Are free schools achieving their aims?

Written by: Jennifer Garry | Published:
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The free school programme is a flagship policy of the Conservative government, but eight years on has it achieved its stated policy aims? Jennifer Garry reports on new research into the free school project

Recent research by the National Foundation for Educational Research (NFER) and the Sutton Trust found that pupils at secondary free schools perform slightly better compared to similar pupils at other schools.

Although it is still early days for free schools, these initial findings suggest that secondary free schools are doing well in terms of improving pupil performance. However, are they meeting all of their original policy aims?

Free schools were first introduced in 2010 as one of the coalition government’s flagship education policies. The free school programme aimed to bring new and innovative providers, including parents, into a more autonomous and self-improving school system, driving up standards through greater innovation and school choice.

Today there are 113 secondary free schools in England and a further 37 which are all-through free schools. These numbers are expected to continue to rise, with more already in the pipeline.

During the 2017 General Election campaign, the Conservatives also pledged to open 100 free schools in each year of the current Parliament. More recently in May 2018, the government announced that they were looking to open new mainstream free schools in areas that currently have the lowest standards and have a need for additional school places.

As free schools are expected to remain a key part of the government’s education policy in England, we looked at the data to consider whether the existing secondary free schools are having a positive impact on the education system and successfully achieving their original policy aims.

Encouraging parental involvement

One of the original intentions of the free schools programme was to encourage groups of parents to set up schools in their communities.

However, our research found that only one in five secondary free schools opened to date has had parents involved in their inception.

The number of schools with parental involvement was higher in the early years of the programme, with parents involved in the set-up of more than 40 per cent of secondary free schools opened between 2011 and 2013. However, since 2015, this figure has dropped to less than 20 per cent.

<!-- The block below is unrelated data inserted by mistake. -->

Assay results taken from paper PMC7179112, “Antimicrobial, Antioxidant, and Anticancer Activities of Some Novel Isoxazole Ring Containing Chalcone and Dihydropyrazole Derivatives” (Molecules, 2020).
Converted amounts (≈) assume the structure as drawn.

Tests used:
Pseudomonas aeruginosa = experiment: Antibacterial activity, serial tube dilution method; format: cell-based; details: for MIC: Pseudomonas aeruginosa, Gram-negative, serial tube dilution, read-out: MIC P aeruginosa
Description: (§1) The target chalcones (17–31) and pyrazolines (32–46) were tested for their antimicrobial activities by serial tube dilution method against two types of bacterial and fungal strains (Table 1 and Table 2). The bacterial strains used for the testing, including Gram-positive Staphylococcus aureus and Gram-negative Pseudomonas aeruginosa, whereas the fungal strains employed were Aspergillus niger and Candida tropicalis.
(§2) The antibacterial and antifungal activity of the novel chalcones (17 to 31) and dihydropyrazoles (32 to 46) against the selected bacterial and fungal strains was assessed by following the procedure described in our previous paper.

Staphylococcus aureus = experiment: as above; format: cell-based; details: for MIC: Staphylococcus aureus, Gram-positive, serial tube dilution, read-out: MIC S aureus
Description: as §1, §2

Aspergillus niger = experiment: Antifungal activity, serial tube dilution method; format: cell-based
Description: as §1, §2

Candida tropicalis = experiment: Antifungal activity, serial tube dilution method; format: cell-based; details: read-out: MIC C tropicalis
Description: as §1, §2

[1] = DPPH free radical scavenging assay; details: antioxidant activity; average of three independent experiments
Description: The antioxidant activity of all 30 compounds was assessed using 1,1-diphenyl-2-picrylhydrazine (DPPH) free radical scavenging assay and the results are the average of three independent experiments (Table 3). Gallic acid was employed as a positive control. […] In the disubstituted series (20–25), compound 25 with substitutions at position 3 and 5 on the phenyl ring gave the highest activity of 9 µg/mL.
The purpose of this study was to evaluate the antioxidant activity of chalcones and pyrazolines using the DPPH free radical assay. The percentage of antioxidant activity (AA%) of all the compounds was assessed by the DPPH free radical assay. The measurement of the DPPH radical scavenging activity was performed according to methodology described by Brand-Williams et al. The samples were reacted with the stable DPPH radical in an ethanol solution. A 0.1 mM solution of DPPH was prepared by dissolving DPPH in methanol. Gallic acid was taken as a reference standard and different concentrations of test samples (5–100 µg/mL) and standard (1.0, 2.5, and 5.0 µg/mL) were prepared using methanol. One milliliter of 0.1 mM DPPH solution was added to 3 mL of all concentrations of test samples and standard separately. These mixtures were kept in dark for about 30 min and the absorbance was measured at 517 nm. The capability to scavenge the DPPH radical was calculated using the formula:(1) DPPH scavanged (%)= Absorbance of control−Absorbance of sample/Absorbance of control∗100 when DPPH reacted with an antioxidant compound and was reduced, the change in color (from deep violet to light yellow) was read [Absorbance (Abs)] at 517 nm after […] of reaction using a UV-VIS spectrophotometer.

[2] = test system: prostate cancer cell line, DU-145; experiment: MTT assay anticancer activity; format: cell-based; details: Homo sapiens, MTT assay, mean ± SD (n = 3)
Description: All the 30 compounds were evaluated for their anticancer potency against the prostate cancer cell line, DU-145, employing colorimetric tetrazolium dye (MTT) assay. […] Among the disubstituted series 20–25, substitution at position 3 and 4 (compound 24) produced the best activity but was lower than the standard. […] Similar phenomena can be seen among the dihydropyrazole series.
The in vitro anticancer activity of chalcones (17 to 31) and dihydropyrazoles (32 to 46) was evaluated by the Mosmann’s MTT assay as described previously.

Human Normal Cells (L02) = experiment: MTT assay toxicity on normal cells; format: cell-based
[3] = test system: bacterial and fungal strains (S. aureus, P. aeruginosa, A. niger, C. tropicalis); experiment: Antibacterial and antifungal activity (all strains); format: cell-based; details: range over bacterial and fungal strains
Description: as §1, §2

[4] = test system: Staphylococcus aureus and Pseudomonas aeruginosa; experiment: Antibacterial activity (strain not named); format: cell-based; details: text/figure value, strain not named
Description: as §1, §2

Innovation

Another aim of the free school programme was to increase the number of schools with innovative approaches to their curriculum or ethos. As part of this research, we explored how many secondary free schools opened to date demonstrate such an approach.
We did this by reviewing school prospectuses, websites and other publicly available documentation to identify which free schools demonstrated an innovative concept which was central to their identity and ethos, and widely embedded in the curriculum or school activities. These we classified as innovators.

After carefully reviewing all the secondary free schools, we found that we had classified less than one-third of those opened to date as innovators.

New academy free schools

Since the inception of the free schools programme, many of the new secondary free schools that have opened have had a multi-academy trust (MAT) involved in their creation.

Around half of the secondary free schools set-up between 2011 and 2015 were opened by a MAT. However, this jumped to over three-quarters of secondary free schools opened since 2015. Such schools are less likely to have parent involvement. Nor are they likely to be innovative – our research finds that only 18 per cent of secondary free schools set up by MATs are innovator schools compared with 46 per cent of the non-trust led schools.

It appears that the free school programme has primarily become a vehicle by which new schools are opened by academy chains to increase capacity.

Building capacity